The “mysterious appraisal” …
In our previous commentary we spoke briefly of our meeting with the folks at the Port of Baltimore. Make no mistake about it, we were tolerated that day and not at all welcome. We were looked upon as intruders. We were nothing more than outsiders intent upon streamlining the port’s operations and depriving hard-working dockworkers, at every level, of their much-needed livelihood.
Nothing could be further from the truth. The efficiencies of our patented systems, in fact, would lower costs all along the supply chain, and in so doing would have made the terminal more attractive to shippers. Expansion would be required and instead of reducing the numbers of dockworkers, more jobs would be created. But those with selfish outlooks can’t see beyond the ends of their noses.
Before and since that rebuff at Baltimore, we were stonewalled at the Port of Charleston. More than one attempt has been made to correspond with port and political authorities of that beautiful state, but nothing ever came of it. We even put on a dog-and-pony show one day but we “bombed” because very few attended the presentation. Exactly no one from the SPA put in an appearance, but we weren’t surprised. We had previously laid out for them the operating efficiencies of our patented systems and demonstrated that the acreage in two, and possibly three, of their existing terminals would no longer be needed for container handling operations. The acreage, we suggested, could therefore be turned back to the communities for redevelopment. They weren’t buying it.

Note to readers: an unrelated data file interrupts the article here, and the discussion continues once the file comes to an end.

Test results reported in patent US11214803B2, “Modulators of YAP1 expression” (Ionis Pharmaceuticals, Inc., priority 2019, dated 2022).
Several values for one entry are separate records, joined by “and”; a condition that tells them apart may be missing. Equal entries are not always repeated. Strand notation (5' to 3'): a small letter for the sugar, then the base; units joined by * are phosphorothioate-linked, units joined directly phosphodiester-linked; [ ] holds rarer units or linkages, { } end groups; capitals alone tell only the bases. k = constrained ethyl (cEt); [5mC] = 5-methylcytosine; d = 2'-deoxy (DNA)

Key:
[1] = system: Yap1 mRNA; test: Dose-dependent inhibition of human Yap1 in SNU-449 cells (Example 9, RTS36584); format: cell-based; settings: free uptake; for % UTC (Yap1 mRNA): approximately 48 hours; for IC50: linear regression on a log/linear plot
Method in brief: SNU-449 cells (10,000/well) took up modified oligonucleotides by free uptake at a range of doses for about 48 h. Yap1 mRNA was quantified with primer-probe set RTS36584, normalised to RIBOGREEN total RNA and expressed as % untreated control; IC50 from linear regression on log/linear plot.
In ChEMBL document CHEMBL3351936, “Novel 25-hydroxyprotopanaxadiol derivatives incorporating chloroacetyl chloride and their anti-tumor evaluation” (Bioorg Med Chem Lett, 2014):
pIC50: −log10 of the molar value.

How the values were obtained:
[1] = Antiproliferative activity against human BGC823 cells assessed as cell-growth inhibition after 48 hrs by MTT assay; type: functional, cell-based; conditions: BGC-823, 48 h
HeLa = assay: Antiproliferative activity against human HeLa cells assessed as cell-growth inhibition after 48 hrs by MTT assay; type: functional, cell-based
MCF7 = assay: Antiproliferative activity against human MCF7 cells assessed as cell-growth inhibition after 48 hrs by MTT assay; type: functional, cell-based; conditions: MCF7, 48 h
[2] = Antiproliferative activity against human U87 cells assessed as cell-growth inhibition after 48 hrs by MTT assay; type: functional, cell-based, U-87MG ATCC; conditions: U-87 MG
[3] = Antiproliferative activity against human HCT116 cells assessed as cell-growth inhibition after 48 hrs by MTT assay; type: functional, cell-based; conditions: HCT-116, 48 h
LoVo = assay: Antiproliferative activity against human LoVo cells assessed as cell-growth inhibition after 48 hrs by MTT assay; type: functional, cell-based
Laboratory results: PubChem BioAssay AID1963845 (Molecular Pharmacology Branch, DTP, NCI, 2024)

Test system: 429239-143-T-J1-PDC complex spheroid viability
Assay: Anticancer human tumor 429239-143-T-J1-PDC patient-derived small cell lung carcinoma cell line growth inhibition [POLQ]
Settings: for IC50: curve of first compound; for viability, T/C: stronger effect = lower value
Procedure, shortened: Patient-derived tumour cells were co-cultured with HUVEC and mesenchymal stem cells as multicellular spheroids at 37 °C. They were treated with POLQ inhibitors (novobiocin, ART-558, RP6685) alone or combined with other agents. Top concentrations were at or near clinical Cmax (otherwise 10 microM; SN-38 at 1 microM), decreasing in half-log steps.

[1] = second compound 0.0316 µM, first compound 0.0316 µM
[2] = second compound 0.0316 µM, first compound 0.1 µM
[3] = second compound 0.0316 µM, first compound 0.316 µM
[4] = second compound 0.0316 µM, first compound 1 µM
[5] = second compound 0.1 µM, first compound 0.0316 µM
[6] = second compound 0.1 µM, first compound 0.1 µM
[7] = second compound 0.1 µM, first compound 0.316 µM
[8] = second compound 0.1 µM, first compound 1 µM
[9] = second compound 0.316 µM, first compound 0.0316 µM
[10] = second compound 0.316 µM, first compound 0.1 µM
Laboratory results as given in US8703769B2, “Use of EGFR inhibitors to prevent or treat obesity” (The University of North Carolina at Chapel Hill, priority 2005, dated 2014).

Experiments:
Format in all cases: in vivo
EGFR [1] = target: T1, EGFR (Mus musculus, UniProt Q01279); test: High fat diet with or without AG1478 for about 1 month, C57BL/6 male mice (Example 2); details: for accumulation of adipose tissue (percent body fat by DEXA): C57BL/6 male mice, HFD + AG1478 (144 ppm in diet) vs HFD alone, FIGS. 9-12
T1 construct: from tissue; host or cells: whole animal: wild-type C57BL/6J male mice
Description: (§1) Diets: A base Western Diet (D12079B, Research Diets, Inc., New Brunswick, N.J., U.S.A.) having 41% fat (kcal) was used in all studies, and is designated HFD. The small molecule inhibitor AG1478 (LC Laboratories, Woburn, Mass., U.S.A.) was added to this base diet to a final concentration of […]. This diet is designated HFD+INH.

And speaking of the SPA, the Charleston Regional Business Journal produced an article on July 21st which clearly demonstrates the magnanimity of that port authority. A group of Daniel Island residents just offered the SPA $ 25 million for the 1,300 acre parcel where the grasping port authority once planned the controversial Global Gateway.
“The SPA wasted no time in rejecting the offer,” according to the Journal. Why, the SPA was asked? Because the “suggested price is substantially below the current appraised value of the property,” the board chairman responded. The port “has a fiduciary responsibility to its bondholders to obtain fair market value for the property,” he added.
The Journal went on to report that the SPA president said that his agency conducted an appraisal of the land a year ago and plans to have it updated soon. “I would tell you I have no impression that the value will be anything less than what it was previously, regardless of what today’s market might be,” the president said, and he added that he would not disclose the previous value, saying the appraisal is a key negotiating tool the SPA will use when the board decides to sell the property.
According to an official of the Daniel Island residential group: “The whole key to this is this mysterious appraisal. I wish we could see it, and if not see it, at least have access to the soil conditions. It is certainly our intent to continue the negotiations, but they won’t name their price, and they won’t tell us what the appraisal is based on.” Go figure.
[“Fiduciary responsibility to its bondholders”? What about the other folks in South Carolina?]